Signs of class disparity are abundant. The film opens with a scene in a semi-basement with windows that present them with a ground view that is dirty, pest-infested and urine-stained. Compare this to the Parks who not only have a mansion situated at the highest part of town, but also enjoy a spacious and luscious private front lawn.
However, when there’s poor, there’s poorer. We’re later introduced to a couple living in the basement in the Parks’ mansion, Moon Gwang and Geun Sae. Forget sunlight or stable Wi-Fi connection – proper meals are a luxury. The crucial point of contention, far more interesting than the Parks versus the Kims, is the fight between the two groups within the same class strata. To sustain their new positions, the Kims go through great lengths to keep the couple below them, literally and figuratively.
The countless visible and invisible lines in the film also hint at the class inequality. In scenes where both the Kims and Parks are seen together, subtle lines are always present to separate them visually. Not once did any of them cross over to the other side.
An invisible line is drawn when Mr Park mentions the smell akin to the ones in the subways. It insinuates that this particular scent is applicable for everybody except the rich, who are financially well off to have a car. And with a chauffeur, Mr Park is even more privileged than most. However, the need to draw a line comes off as ironic, as it was implied that the Parks’ are part of the nouveau riche. They, themselves have, in fact, crossed the line to reach the other side.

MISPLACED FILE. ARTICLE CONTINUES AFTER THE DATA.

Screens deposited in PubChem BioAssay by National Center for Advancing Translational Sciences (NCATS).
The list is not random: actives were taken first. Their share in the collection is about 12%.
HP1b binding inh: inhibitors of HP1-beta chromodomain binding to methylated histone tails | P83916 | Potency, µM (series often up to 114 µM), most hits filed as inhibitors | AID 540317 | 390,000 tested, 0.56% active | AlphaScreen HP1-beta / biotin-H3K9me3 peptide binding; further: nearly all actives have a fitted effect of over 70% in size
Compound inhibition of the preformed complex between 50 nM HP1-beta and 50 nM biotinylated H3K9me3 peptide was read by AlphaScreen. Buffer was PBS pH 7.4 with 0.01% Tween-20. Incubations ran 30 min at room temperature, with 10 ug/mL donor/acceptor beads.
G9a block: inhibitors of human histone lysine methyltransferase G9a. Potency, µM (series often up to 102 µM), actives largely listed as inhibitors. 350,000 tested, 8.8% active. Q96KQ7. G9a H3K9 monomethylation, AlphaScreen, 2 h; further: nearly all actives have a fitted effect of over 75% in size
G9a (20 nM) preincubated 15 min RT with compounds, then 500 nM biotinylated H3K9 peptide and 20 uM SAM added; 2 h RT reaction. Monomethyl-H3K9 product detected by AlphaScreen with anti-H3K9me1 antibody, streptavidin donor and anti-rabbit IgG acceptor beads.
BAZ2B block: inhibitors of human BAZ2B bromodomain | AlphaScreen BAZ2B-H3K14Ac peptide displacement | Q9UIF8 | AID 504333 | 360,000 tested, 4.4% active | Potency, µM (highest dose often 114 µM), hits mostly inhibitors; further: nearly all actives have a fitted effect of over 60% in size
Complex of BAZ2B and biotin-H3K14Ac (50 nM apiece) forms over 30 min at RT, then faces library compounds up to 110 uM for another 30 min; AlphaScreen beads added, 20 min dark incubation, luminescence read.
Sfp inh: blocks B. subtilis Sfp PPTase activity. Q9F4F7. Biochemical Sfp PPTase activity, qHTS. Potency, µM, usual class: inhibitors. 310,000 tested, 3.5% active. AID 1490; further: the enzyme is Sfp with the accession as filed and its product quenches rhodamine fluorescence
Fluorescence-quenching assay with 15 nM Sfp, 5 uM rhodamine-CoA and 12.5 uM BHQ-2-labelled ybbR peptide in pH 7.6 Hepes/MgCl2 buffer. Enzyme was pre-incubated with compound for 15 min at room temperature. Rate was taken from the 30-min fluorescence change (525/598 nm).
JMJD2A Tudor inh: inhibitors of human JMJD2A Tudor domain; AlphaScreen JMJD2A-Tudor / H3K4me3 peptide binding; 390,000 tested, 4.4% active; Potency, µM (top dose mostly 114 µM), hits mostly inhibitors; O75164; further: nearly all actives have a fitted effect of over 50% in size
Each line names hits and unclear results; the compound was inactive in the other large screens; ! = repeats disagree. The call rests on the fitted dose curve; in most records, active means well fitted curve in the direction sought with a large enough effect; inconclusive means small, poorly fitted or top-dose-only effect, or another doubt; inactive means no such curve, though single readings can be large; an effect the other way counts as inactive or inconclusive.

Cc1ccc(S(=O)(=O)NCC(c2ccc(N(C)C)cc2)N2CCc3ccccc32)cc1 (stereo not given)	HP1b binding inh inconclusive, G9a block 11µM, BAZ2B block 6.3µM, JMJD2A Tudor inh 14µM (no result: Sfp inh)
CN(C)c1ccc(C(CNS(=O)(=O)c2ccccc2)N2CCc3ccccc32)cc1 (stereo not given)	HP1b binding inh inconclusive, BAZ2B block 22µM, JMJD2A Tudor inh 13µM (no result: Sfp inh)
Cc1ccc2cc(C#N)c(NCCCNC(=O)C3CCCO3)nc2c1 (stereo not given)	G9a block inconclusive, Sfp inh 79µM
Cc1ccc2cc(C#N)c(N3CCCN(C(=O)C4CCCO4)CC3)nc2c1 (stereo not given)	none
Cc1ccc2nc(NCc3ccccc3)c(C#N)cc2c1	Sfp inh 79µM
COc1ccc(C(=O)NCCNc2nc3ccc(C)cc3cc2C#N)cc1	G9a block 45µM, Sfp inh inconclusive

It’s Not Just Class, It’s Political
Ki Jung’s viral ‘finger-quote’ mnemonic jingle is not only a clever approach to remember the details of her fake persona, but also has heavy political connotations. The melody is derived from a classic Korean song, Dokdo is our Land, which represents the struggle between Korea and Japan over the Dokdo Islands. The competition for the islands is reflected in the fight between the Kims and the couple for the position of being the Parks’ very own parasites.
Throughout the film, we are exposed to Mr and Mrs Park’s son, Da Song and his fascination with Native American culture. It not only points out the pursuit of American imperialism, but also the unjust aftermath. The idea of displacement and inequality becomes almost painful when you watch Da Song, who represents the privileged, don and parade in Native American cultural garment and even sleep in a tepee. It becomes a novel experience that morphs into entertainment; whilst the displaced can do nothing but to exist and sleep in any place at which they are allowed to do so, for instance, when the Kims had to sleep in the gym after losing their home because of the rain.
Parasite is a masterpiece that has been recognised by the global audience. The controversy surrounding the wins is not because of the film itself, but rather the need to read subtitles, of all things.
It’s too much of a pity to allow foreign language (inaccessible on its own but accessible with subtitles) to stop you from appreciating art. Especially seeing as how Korean cinema has been making its way into the global stage, we don’t see why you wouldn’t want to pick up the Korean language. At Sejong Korean Language School, you’ll be taught by a team of native Korean teachers. Learn at Singapore’s #1 Korean language school and delve into the wonders of Korean cinema.